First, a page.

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The strongest means of protecting your child’s inheritance

| Jul 8, 2021 | Estate Planning

Whether your children are still young or they already have kids of their own, leaving them a meaningful legacy is probably important to you. You want to know they will have comfort after you pass and also something to remind them of you.

Perhaps there are specific, valuable pieces of property you want to give them. Maybe you just hope to set them up with the overall value of your estate. No matter what your priorities or wishes are, you don’t want people other than your children using up those assets before your children receive their inheritance.

Who might be able to claim part of the inheritance other than your child?

There are a surprisingly large number of parties who could have a claim to property from your estate. If you die with debts, your creditors can claim most of the property you owned before anything gets distributed to your family.

If your children are older and get divorced, their former spouses might try to claim part of the inheritance in a divorce. If you divorce while your children are still minors, your ex could waste the inheritance before your children become adults. Even Medicaid could claim your personal property or the house that you live in after you die.

Thankfully, there is a straightforward estate planning method that can help prevent third parties from claiming any of the inheritance that you want to leave to your children.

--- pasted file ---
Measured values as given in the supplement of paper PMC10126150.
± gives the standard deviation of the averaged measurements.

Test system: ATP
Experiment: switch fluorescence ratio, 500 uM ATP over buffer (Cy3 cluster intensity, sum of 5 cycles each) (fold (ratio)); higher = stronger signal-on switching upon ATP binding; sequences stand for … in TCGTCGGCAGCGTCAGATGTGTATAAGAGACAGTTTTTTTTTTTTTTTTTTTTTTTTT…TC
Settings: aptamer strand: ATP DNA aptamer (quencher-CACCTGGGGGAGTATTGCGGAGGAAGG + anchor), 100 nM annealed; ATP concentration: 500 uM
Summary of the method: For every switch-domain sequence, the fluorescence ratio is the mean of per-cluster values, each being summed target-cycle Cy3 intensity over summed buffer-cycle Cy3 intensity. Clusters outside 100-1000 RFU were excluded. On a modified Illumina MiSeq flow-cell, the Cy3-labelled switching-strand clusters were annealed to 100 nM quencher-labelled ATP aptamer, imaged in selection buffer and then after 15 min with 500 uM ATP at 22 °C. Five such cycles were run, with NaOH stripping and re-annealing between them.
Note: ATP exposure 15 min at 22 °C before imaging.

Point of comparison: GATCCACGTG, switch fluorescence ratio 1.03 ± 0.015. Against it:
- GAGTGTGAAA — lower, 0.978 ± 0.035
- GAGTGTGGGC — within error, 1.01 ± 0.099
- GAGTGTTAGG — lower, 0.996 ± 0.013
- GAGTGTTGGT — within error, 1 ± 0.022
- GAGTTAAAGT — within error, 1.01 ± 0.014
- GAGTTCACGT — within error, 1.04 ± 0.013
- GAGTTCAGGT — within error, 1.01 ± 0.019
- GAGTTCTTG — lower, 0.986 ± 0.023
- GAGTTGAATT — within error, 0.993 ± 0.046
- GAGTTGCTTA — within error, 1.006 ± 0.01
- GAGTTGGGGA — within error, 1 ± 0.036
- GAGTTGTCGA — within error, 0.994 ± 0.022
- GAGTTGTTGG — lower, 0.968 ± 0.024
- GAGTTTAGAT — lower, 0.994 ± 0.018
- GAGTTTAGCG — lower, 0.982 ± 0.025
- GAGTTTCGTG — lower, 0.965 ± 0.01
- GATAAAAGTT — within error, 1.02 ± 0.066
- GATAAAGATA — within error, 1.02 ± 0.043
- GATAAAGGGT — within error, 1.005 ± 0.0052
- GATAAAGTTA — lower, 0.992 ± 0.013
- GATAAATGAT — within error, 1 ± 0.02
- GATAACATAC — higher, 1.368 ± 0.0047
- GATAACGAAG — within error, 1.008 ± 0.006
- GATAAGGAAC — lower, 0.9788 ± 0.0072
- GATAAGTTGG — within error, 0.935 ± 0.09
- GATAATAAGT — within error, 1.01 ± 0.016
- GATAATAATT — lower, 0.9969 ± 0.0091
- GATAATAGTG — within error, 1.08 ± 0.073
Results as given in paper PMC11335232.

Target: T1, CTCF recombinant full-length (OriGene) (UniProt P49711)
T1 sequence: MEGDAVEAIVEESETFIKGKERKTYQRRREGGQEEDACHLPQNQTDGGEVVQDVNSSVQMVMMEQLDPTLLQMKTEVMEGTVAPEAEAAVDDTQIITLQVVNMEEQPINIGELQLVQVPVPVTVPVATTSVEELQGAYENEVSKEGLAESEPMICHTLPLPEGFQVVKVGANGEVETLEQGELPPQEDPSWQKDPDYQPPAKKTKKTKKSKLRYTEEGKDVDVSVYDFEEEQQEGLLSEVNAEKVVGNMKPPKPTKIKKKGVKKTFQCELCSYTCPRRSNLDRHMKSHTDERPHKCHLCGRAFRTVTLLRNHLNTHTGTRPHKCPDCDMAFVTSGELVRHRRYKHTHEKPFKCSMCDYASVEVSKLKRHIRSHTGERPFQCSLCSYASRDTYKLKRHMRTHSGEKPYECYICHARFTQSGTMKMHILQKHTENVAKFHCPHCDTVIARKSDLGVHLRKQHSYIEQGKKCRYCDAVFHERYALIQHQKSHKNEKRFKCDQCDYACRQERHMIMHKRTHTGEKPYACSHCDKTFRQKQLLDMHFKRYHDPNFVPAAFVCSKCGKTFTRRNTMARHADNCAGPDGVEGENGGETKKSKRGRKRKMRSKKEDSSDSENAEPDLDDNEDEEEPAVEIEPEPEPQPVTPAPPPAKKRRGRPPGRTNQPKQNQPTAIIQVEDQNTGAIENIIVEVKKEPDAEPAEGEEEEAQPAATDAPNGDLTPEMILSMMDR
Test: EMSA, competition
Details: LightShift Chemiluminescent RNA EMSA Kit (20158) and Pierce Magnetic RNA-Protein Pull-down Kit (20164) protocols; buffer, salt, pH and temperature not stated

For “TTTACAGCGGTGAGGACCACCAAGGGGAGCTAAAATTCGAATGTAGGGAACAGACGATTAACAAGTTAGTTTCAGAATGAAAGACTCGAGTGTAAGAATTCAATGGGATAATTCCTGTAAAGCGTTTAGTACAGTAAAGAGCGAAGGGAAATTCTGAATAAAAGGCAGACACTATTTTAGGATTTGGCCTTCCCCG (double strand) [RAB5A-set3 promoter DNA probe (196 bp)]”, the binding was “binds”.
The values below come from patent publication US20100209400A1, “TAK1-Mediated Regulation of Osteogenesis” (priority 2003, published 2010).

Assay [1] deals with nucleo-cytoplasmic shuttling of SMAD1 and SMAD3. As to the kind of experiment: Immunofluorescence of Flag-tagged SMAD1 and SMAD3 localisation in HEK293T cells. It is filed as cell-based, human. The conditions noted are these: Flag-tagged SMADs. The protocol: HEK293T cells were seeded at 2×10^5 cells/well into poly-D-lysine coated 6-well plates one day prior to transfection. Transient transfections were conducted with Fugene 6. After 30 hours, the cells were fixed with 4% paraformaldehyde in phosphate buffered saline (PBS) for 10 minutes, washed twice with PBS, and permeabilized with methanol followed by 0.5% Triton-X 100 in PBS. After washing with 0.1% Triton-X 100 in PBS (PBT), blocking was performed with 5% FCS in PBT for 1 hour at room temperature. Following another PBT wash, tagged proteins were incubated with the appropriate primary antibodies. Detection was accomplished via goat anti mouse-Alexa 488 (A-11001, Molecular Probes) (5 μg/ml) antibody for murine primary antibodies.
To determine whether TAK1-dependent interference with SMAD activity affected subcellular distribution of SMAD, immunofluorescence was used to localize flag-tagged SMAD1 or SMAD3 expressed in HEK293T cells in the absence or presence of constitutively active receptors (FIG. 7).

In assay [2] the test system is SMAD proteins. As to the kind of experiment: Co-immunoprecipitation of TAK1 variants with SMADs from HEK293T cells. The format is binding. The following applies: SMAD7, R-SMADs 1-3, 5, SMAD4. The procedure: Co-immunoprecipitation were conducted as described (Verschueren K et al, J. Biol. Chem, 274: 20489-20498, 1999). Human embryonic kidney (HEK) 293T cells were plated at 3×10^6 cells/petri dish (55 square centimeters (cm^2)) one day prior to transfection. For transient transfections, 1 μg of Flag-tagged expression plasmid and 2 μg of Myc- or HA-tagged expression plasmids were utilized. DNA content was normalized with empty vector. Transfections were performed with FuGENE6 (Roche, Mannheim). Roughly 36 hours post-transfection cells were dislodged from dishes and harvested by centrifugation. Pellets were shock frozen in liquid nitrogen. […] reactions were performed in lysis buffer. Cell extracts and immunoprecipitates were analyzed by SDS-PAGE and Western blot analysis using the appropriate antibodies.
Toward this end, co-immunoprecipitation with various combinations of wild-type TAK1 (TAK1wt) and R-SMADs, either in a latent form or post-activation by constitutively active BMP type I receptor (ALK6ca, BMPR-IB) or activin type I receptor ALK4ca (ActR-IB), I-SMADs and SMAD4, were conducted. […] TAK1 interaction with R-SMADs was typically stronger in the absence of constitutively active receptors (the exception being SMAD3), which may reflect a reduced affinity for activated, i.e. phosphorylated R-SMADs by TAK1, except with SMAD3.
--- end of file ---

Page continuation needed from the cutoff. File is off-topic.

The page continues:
Trusts can protect your legacy from most outside claims

Using the assets that you want your children to inherit to fund a trust is perhaps the simplest solution to preventing third-party claims against specific assets in your estate. As you are not the owner of the assets used to fund the trust, your creditors and Medicaid recovery programs will have a hard time making claims against that property.

Trusts can also prevent your ex-spouse or another guardian who cares for your children from using up their inheritance before they become adults. A trust can even protect your child’s inheritance from claims by their spouse in the future by preventing the commingling of inherited assets.

Recognizing the various ways other people could diminish the legacy you want to leave for your children can help you make better decisions when planning your estate.